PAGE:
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490, and Beyond April 10, 2008

Posted by docgrubb in christianity, religion.
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     Our pastor is working his way through Mark’s gospel on Sunday mornings.  This past Lord’s Day homily was on chapter 11, verse 25: “And when you stand praying, if you hold anything against anyone, forgive him, so that your Father in heaven may forgive you your sins.”  A hard saying that – that the unforgiving risk being unforgiven.  But this post will not try to repeat his excellent message.  This post is not even about the subject of forgiveness directly.  A later one might be, but not this one.

     One of the pastor’s subsequent citations was Matthew 18:22.  I’ll start with v. 21:  “Then Peter came to Jesus and asked, ‘Lord, how many times shall I forgive my brother when he sins against me?  Up to seven times?’

     22 Jesus answered, ‘ I tell you, not seven times, but seventy times seven.’ ”  Then Christ goes on to relate the Parable of the Unmerciful Servant.  Now, I shall not attempt to exegete these verses.  But I will share what, later on, struck me most about this exchange between Peter and Christ.  Quite simply, it was this: verse 22 might well be the shortest argument available that Christ was indeed who He claimed to be, the Son of God.  Who else could dream up such an outlandish maxim?  A wholly non-human concept, he commands the offended to forgive repeatedly, even, apparently, for the same recurring offense.  And He doesn’t mean up to 490 times, but beyond.  For, as commentators note, these numbers signify completeness multiplied, or times without number.  This is consistent only with a God-like characteristic or attribute, not a human inclination.  If the disciples or apostles or their cohorts were conspiring to invent a religion, or to “make all this up”, they would never in a thousand years come up with something so revolutionary or unimaginable as this: to forgive your oppressor with….abandon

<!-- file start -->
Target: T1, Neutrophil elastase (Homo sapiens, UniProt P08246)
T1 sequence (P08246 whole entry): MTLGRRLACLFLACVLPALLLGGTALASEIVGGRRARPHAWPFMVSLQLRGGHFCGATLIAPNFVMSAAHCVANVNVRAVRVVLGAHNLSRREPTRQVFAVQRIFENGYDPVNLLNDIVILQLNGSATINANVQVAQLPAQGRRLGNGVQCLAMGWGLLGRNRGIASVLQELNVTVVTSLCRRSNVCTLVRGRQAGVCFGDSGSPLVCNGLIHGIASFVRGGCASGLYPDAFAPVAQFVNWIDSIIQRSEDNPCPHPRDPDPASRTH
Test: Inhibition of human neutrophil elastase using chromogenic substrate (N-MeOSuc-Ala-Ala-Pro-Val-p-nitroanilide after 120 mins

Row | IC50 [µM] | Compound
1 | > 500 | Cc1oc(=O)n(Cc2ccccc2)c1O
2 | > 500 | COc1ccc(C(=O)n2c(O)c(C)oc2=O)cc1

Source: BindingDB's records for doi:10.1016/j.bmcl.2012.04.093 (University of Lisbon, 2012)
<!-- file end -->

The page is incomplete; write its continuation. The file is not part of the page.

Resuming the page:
Consider Matthew, the author, or rather reporter, of these verses.  He was a tax collector for the occupying Roman authorities.  Integrity-wise, he was, before he met Jesus, the modern equivalent of the used-car salesman.  Would he have come up with this maxim, and offered it to his co-conspirators?  If you believe that, or believe it possible of any of his fellows – fishermen, tent-makers, and the like – then you are more credulous by far than any Christian who believes in miracles, resurrection, and heaven.  For it is far simpler to believe that a God who makes quasars and supernovae can also handle loaves and fishes than it is to believe that a motley band of ancient mideastern peasants so aptly (yet fictitiously) painted the personality of the Divine. 

     Let me further illustrate by offering a comparision.   I am no expert on the Koran.  But I found this excerpt today, and I’ll mainly let it speak for itself.  Referring to those who would slander even charitable believers:  009.080 “Whether thou ask for their forgiveness, or not, (their sin is unforgivable): if thou ask seventy times for their forgiveness, God will not forgive them: because they have rejected God and His Apostle: and God guideth not those who are perversely rebellious.”  The way I read this is, even if you ask Allah seventy times to forgive those who have slandered righteous men, he will not.  Here the human appears to be more merciful than Deity, interceding for slanderers, but being rebuffed.  This is totally opposite the Biblical version, where God implores His creation, man, to be as forgiving as He is.  The polarity is very striking.  “He hid not His face from shame and spitting”.  And yet for those mockers: “Father, forgive them…”  

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